How do I explain a deployment to my 2-and-3-year-olds? They ask “why” a lot and don’t understand that Daddy will be gone for a while where they can’t talk to him or see him. I need to know how to help them without breaking down.
This is a great question and one shared by plenty of people. There are many ways to help your toddler understand what’s going on and to help you deal with the challenges of deployment as well.
- Explaining time: It’s so hard to explain the concept of time to toddlers. They already think that the hour they need to wait for dinner is an eternity. It’s that much harder to explain how long a month or more is for a TDY or deployment. What works for my 3-year-old daughter is making Daddy a part of our everyday conversation. We don’t avoid talking about him – I think that causes more confusion and makes their little minds wonder what happened to Mommy or Daddy if we’re no longer talking about them. In our house, we talk about how Daddy is at “long” work, and he’s working fast to do the best job he can and come home.
- Sharing daily life: My daughter usually gets most frustrated when she wants to share something with him. Our solution is a deployment journal, where she can tell me anything she wants me to write down to tell Daddy when he comes home. We fill the journal with jokes, memories and tidbits about our day. We add pictures and she doodles in it, too. It’s something that kids and spouses can do to help feel more connected while their service member is away.
- Keeping in touch: We definitely Skype and call with the kids when we can, and my husband sends occasional letters addressed to each of the kids so they feel super special.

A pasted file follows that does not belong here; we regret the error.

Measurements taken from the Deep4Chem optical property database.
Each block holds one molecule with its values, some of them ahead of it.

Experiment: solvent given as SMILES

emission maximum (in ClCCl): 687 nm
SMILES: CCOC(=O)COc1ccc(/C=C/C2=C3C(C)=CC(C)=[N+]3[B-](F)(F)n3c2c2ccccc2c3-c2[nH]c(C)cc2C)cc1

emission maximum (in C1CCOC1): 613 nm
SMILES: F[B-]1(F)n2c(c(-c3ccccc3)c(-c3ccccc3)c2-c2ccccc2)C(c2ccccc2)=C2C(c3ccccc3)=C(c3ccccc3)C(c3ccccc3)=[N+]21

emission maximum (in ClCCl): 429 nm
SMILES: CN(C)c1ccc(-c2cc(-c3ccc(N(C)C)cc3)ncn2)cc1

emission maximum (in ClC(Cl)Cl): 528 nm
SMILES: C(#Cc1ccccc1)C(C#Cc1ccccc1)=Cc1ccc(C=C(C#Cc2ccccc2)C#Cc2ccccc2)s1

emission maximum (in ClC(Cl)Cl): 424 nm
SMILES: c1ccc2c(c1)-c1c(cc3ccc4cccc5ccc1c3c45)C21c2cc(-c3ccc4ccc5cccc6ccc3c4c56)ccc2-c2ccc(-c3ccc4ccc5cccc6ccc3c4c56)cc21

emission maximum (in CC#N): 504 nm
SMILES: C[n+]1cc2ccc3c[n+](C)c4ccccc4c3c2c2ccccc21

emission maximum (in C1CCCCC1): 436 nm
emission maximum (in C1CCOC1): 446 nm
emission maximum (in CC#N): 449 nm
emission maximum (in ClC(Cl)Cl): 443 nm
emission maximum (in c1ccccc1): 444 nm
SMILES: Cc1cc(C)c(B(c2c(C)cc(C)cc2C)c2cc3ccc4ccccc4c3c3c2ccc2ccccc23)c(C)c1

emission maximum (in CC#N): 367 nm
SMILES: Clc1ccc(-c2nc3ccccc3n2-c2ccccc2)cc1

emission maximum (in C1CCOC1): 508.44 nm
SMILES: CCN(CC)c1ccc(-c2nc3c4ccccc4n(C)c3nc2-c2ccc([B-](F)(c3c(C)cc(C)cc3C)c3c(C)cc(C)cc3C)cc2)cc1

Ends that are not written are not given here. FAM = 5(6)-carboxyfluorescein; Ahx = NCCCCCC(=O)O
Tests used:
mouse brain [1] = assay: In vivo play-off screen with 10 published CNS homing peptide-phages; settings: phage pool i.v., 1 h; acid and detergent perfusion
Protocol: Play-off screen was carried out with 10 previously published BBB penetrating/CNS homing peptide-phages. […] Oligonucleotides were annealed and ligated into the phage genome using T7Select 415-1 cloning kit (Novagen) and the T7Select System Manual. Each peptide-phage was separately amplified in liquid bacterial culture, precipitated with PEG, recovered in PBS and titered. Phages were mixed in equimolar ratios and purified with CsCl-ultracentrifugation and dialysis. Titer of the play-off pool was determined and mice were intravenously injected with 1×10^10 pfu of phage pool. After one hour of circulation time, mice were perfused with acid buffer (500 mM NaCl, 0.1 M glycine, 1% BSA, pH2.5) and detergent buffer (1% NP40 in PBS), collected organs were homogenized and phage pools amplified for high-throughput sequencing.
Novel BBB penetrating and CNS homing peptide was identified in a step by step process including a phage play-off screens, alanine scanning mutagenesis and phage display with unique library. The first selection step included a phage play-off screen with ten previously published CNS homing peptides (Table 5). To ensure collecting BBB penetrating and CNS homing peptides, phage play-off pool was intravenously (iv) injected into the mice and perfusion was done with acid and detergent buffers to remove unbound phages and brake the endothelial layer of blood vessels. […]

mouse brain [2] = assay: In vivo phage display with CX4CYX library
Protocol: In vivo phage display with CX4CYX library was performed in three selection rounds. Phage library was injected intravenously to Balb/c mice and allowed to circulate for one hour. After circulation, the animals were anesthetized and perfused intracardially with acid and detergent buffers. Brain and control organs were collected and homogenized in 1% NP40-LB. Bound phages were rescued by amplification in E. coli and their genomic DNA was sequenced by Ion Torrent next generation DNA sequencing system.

- Counting down: Make a paper chain and let your child remove one chain a day or week to help countdown to Mommy or Daddy’s return. If you’re really ambitious, have your spouse write messages on each strip before leaving. This works with a countdown calendar, a candy jar – you get the idea. It’s a nice visual reminder for kids and helps reassure them that there’s an end game. And if plans change and your spouse gets delayed, just add a few more links or pieces or candy when your child is napping or out of sight.
But overall, the best thing is to have a positive attitude about the deployment so your kids will, too. This doesn’t mean you can’t cry – you’re human, after all. Just try to save the super meltdowns until after they go to bed. Just remember: you got this. Now take on this deployment with toddlers like the rock star you are.
How do I get my teens to understand that I’m also hurting when Dad leaves?
Ahhh … teens. Interesting creatures, right? They’re so grown up, yet sooooo not quite there. It sounds like you may be battling some teenage angst while also dealing with your own emotions over your spouse’s deployment. First thing first, it’s totally fine to be struggling with your spouse being gone. It’s ok to cry, skip the laundry, eat microwave popcorn and ice cream for dinner once a week … oh wait, is that just our house?
But seriously, you’re hurting, and I think it’s perfectly normal to acknowledge that. I would talk with your teens in a casual way over pizza or even a friendly game of mini golf. Ok, maybe not mini-golf, but don’t call a family meeting or you’ll risk a teenager shutdown. Tell your teen how you are missing your spouse, and share ways you can all cope as a family. If your teen is being especially teenager-y, chances are that it’s about the deployment, too. Acknowledging your emotions will usually bridge the gap and get them to share as well. And because teenagers are young adults, you can typically negotiate with them. When you’re having what I call a “deployment day,” let them know that you are pretty stressed, sad, whatever it may be. You might be surprised how your teen steps up and helps out. By the way, if you find that your “deployment days” are turning into weeks, it might be time to talk to someone. Find a friend, sister, mom, spiritual leader, or even give Military OneSource a call for confidential help.